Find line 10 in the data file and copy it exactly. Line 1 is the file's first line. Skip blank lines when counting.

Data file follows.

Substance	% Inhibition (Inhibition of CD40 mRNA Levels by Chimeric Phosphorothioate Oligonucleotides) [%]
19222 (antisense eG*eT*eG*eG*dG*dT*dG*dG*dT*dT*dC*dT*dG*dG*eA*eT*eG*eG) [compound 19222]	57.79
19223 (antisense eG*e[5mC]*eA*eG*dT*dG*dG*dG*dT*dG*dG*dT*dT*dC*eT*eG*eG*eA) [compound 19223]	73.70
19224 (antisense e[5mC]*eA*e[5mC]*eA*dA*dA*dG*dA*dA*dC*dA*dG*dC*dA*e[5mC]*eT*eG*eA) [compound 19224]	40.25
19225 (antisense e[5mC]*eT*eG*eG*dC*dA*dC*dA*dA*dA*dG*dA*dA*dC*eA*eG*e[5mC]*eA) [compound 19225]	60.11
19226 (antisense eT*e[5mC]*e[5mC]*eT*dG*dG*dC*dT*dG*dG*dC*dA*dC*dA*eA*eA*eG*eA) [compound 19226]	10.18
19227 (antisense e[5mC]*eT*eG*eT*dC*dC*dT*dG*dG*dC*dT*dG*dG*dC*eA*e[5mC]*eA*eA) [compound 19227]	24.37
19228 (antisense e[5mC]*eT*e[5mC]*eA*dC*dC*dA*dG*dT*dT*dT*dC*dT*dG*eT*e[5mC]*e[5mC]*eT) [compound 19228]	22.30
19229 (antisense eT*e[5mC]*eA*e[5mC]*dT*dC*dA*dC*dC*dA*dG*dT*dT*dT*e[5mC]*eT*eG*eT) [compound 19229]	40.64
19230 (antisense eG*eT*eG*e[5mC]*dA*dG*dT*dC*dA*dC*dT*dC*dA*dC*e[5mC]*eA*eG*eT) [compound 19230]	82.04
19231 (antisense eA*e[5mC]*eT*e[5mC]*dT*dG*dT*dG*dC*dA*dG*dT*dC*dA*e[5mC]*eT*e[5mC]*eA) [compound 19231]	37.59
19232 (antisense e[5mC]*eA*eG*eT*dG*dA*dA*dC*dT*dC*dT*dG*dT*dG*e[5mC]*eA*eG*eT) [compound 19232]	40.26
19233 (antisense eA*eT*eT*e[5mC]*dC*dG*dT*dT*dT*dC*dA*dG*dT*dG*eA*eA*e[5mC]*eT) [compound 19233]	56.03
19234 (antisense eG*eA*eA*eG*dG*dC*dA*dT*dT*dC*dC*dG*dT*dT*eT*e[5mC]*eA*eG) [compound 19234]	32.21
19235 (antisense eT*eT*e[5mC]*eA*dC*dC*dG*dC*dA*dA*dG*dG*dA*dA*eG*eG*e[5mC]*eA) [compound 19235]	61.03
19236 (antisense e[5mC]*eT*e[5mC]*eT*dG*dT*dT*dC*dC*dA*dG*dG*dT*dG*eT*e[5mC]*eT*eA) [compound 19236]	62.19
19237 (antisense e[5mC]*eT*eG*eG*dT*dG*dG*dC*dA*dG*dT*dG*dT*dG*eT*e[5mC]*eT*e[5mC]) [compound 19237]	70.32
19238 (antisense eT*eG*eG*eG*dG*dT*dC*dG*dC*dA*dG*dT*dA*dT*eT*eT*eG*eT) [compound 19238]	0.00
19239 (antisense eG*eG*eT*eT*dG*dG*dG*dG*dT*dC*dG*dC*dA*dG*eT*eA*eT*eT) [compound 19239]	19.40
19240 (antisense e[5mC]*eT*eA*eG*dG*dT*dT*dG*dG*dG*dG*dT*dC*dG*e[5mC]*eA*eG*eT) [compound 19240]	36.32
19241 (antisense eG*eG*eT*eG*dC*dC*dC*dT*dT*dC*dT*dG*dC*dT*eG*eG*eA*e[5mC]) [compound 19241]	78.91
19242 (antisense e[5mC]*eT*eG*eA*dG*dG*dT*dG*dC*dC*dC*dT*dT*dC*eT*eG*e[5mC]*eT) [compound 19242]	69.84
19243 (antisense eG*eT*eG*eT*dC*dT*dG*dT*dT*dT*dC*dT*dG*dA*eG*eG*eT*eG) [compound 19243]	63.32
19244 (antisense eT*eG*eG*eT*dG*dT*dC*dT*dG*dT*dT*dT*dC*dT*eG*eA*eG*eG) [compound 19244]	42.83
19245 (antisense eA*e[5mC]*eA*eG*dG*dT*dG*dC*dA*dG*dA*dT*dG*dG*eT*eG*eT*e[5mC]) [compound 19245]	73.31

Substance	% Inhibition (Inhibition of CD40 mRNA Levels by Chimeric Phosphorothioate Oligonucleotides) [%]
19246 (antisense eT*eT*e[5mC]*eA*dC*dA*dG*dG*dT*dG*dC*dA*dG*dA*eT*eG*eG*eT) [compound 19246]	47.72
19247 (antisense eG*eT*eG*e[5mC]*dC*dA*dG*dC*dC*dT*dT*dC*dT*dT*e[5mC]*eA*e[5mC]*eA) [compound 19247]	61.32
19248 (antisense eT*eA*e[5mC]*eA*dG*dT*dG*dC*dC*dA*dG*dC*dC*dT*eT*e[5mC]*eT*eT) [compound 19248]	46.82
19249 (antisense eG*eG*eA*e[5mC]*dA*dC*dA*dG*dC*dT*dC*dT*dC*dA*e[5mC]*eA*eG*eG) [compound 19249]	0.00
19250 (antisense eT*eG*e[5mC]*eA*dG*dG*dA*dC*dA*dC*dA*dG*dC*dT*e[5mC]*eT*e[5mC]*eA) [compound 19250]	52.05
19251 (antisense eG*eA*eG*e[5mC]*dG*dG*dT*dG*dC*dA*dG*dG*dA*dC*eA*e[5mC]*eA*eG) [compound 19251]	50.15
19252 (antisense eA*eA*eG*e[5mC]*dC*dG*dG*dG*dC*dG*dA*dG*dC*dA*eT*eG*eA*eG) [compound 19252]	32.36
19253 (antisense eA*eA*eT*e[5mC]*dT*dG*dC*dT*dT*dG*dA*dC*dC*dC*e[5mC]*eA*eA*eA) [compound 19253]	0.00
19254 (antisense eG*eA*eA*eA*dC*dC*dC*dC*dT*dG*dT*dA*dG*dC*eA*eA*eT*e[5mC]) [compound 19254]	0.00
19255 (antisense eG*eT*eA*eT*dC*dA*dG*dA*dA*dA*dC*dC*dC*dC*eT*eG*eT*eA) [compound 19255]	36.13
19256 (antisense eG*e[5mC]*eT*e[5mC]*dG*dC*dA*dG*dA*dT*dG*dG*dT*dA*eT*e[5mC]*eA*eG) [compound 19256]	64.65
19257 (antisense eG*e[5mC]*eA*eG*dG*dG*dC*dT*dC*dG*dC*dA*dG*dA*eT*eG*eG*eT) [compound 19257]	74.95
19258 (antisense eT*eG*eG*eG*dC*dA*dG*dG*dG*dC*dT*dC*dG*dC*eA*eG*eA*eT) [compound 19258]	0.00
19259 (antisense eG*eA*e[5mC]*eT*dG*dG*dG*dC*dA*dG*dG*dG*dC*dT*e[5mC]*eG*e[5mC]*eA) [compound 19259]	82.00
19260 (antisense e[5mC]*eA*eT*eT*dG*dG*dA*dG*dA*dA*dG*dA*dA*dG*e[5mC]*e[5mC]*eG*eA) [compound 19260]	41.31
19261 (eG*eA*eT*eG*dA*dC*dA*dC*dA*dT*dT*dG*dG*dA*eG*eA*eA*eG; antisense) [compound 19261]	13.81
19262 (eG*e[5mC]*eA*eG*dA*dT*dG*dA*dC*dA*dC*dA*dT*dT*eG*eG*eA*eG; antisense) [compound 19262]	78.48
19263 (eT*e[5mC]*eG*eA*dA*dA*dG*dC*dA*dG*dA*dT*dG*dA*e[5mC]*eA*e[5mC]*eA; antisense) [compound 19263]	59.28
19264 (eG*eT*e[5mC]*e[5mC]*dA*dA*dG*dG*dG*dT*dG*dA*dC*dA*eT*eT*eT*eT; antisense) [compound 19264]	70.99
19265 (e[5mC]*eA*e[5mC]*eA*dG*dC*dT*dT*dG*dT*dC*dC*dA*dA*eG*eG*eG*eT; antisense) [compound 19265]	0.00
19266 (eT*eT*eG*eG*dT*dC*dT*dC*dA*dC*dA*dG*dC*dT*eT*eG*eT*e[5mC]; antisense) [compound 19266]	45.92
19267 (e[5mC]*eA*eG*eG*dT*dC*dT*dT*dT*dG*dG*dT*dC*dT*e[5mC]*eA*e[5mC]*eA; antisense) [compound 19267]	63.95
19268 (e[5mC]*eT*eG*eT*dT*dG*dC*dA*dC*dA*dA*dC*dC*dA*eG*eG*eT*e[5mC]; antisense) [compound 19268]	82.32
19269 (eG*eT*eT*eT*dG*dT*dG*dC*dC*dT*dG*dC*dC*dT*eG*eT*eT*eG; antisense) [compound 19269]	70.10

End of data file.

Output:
19230 (antisense eG*eT*eG*e[5mC]*dA*dG*dT*dC*dA*dC*dT*dC*dA*dC*e[5mC]*eA*eG*eT) [compound 19230]	82.04